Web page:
AI can hear by seeing, and it’s years since that.

Computers can hear by seeing, and it’s years since it’s become possible. Six years ago, researchers at MIT found a way to extract sound from silent video of everyday objects inside a soundproof room recorded by high-frequency special cameras. This fascinating feat was achieved by processing tiny vibrations of surrounding objects when hit by sound waves, which are nearly invisible to the unarmed eye. Small swings of a potted flower or minute rattlings of headphone buds could tell stories of what is going on around them.

Several computing technologies were involved in the job. Videos were processed using OpenCV to magnify and extract subtle changes in the video. Great. It was time to do the same thing with regular cameras. However, if you are familiar with signal processing, you probably know about the Nyquist–Shannon sampling theorem according to which the sampling rate of the video camera must be well above the frequency of the audio signal that we intend to extract-i.e. Much more than the 60fps smartphone cameras. To Compensate for this defect, they used common DSLR cameras with rolling shutters mechanism. This enabled them to infer a higher frequency signal from the regular 60fps video. As expected, the resulting audio was not as clear as for the 6000fps video recordings used for the first experiment. But nicely enough, They could recognize the number of people speaking in a room, their gender, and even their identities.

Other factors impacting the quality of extracted audio are distance and the material of the object. Things used in the experiment like the plant leaves, earbuds, chips bag are light and rigid, so they display clear movement when impacted by sound waves. Fluids and soft objects absorb too much sound to be good sources for the visual microphone. Heavier objects like bricks need too much energy to show visible vibrations, so filming the wall won’t be of much use.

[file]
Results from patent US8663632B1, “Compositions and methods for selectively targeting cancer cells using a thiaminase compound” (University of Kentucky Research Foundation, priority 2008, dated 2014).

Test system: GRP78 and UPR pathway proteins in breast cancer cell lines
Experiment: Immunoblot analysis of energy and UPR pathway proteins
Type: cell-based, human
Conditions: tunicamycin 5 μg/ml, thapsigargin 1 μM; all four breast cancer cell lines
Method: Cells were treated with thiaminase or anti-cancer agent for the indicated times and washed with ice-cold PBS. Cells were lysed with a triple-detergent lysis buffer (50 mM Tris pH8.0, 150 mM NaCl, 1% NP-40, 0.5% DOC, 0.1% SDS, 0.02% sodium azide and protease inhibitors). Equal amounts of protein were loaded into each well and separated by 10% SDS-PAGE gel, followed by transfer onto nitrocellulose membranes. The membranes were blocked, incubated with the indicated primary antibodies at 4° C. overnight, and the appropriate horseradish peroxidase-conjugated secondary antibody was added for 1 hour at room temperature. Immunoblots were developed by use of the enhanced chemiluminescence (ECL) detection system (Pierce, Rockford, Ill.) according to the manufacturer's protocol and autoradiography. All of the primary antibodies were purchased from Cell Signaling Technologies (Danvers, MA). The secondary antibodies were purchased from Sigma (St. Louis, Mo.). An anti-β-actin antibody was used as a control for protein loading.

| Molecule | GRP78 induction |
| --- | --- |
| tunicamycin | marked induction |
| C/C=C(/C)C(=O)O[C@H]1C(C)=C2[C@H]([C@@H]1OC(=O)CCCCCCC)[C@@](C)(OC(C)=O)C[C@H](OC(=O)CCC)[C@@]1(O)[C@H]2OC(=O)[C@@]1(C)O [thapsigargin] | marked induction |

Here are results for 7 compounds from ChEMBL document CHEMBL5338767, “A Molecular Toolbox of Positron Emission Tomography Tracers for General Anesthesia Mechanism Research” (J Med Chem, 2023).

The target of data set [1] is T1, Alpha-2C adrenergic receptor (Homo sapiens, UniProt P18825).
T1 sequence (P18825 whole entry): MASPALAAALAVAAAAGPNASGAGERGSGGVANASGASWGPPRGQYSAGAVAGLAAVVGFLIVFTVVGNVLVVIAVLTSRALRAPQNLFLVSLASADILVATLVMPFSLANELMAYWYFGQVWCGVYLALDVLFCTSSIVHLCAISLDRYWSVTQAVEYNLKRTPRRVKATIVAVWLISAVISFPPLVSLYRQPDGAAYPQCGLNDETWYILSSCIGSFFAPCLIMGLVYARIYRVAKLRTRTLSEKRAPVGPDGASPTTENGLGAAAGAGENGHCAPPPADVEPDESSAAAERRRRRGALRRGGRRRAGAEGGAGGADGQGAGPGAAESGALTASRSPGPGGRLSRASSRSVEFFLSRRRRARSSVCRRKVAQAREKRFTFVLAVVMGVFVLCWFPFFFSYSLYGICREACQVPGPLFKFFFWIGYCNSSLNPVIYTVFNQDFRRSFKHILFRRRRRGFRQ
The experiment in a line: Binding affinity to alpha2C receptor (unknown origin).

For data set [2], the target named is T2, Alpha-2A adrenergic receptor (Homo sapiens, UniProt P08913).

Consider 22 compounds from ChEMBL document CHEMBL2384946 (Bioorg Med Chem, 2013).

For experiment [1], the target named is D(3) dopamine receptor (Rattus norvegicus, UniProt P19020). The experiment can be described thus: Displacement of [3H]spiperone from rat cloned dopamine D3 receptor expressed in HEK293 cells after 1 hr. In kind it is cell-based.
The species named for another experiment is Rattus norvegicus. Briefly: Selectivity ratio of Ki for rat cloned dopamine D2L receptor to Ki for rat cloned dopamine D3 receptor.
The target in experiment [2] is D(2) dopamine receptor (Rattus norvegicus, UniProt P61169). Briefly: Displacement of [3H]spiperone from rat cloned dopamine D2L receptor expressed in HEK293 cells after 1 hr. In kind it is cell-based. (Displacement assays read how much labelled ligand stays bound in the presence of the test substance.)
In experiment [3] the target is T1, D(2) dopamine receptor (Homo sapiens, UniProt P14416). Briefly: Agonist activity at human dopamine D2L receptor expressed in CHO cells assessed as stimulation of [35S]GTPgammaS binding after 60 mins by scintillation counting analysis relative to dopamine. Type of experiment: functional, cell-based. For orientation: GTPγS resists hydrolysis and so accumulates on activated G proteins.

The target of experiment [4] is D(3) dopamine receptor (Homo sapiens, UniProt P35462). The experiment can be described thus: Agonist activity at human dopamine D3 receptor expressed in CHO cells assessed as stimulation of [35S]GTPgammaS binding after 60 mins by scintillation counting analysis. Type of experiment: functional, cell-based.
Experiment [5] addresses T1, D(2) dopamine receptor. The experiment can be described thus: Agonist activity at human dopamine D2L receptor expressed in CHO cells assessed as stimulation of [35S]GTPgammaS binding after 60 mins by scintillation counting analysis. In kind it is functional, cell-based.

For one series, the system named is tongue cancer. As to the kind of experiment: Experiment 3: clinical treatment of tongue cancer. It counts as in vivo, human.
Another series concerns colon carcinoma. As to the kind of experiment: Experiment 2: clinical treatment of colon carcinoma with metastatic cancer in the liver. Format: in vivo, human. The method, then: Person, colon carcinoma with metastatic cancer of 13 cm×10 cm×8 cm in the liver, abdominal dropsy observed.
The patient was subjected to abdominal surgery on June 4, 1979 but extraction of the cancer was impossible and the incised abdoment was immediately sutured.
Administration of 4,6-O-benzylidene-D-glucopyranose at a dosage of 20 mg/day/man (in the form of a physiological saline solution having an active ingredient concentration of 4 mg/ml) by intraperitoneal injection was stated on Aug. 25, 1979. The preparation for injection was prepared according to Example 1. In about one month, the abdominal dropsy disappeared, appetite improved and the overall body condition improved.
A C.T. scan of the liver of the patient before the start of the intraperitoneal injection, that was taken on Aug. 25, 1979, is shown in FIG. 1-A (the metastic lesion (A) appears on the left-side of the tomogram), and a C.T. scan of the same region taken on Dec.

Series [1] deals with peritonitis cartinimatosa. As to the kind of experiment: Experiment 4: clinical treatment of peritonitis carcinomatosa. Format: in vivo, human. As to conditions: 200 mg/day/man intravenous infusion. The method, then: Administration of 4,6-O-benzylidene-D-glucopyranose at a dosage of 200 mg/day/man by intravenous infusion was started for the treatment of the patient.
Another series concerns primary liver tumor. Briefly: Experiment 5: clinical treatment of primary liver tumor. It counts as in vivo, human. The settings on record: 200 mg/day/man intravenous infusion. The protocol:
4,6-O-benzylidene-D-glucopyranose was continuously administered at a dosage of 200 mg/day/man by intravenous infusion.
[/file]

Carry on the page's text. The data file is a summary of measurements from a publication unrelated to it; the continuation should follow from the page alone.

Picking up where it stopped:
Describing the signal processing aspects of the visual microphone may be boring. Here we discuss the most exciting part, which is the several uses suggested for this new technology. The Visual microphone, as the researchers call it, can be useful in Biomedical imaging, and help medical surveillance by extracting heartbeat signals from the video of a patient’s head movement.
It could measure the mechanical properties of transparent fluids such as hot/cold air and water.
It could do motion detection on binocular -two-camera- videos to extract depth maps and produce 3D versions. To derive the spoken words from vibrations of a person’s neck. (Imagine what it could do if applied to old 16mm silent movies!). And, in a far-sighted, imaginative view, we could even think of recording sound from space!.

However, as with any other feat of science, this algorithm may be used in the dark side. Espionage is the first concern that comes to mind, followed by common privacy concerns about your creepy neighbour eavesdropping on your conversations. But Michael Rubinstein of Microsoft Research, who cooperated in this project, isn’t concerned about this. As he says to CNN business, “I don’t think people need to start hiding their bags of chips just yet”

You may read the original paper here: